These virus types typically occur in animals, which range from farm animals to domestic animals and wild animals such as bats. When jumping to people, they can cause fever, respiratory problems, and inflammation in the lungs. In immunocompromised people, such as the elderly or people with HIV-AIDS, they can cause serious respiratory diseases.
The causative agents of severe acute respiratory syndrome (SARS) and middle eastern respiratory syndrome (MERS) were extremely pathogenic coronaviruses. It was found that it can be easily transmitted from person to person. SARS infected more than 8,000 people and resulted in nearly 800 deaths, MERS nearly 2,500 with over 850 deaths.
Where did the virus come from?
The virus appears from the Huanan Seafood Wholesale Market in Wuhan, a Chinese city with more than 11 million inhabitants, about 650 miles south of Beijing. The market sells fish and a variety of other animal meats. However, it is not yet known whether it originated from an animal such as previous coronaviruses, SARS and MERS.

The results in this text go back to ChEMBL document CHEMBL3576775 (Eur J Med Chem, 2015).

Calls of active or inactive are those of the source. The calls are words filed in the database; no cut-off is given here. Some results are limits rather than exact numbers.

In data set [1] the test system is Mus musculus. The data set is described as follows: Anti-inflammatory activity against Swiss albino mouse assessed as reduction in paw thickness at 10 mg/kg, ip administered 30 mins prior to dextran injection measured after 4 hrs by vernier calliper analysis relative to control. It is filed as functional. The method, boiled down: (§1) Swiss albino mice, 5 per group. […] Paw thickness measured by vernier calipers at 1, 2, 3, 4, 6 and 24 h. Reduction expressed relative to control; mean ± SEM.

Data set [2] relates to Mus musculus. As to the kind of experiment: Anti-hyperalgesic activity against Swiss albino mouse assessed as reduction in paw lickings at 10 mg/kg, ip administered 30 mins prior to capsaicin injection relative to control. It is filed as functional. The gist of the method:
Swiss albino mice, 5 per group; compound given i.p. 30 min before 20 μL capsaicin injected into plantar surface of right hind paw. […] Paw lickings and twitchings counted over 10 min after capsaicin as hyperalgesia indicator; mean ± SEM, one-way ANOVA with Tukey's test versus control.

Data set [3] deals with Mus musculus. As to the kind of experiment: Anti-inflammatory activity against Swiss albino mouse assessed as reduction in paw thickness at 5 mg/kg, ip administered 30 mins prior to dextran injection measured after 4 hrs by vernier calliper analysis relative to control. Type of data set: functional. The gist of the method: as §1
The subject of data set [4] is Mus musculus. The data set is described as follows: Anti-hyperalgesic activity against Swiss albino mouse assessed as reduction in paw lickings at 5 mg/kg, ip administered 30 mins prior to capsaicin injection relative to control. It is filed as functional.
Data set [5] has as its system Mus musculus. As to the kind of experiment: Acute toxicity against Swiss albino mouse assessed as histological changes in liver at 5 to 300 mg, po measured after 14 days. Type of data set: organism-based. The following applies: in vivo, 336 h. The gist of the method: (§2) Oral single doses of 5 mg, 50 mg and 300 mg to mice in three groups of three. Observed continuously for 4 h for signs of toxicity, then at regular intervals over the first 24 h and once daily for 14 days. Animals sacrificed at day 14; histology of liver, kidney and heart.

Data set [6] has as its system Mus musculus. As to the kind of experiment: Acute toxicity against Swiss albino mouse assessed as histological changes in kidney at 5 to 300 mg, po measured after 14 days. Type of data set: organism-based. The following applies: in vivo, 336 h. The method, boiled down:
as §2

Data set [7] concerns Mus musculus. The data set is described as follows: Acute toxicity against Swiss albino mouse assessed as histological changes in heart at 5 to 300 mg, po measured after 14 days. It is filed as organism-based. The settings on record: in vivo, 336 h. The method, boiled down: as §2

Markets have been involved in the development and spread of viral diseases in previous epidemics, and much of the confirmed cases have been observed. So far, I have been to the Huanan Seafood Marketplace in the past few weeks. The market seems to be an integral part of the puzzle, but researchers need to do a number of experiments and tests to confirm the virus's origin.
"Animal testing in the Wuhan region, including samples from the markets, will allow more information to be obtained," said Raina MacIntyre, director of the biosafety research program at the Kirby Institute at the University of New South Wales.
How many cases have been reported?
More than 300 on January 21 are in China, but two other cases have been confirmed in Thailand and one case was reported in Japan on January 17. On January 20, the first case was reported in South Korea and on January 21, the first confirmed case was reported in the United States, a man in his 30s in Washington State, who is reported to be in a stable condition in a local hospital. According to a report by the Australian Broadcasting Corporation, a Brisbane man who recently returned from Wuhan is isolated and is being tested for the disease after showing SARS-like symptoms.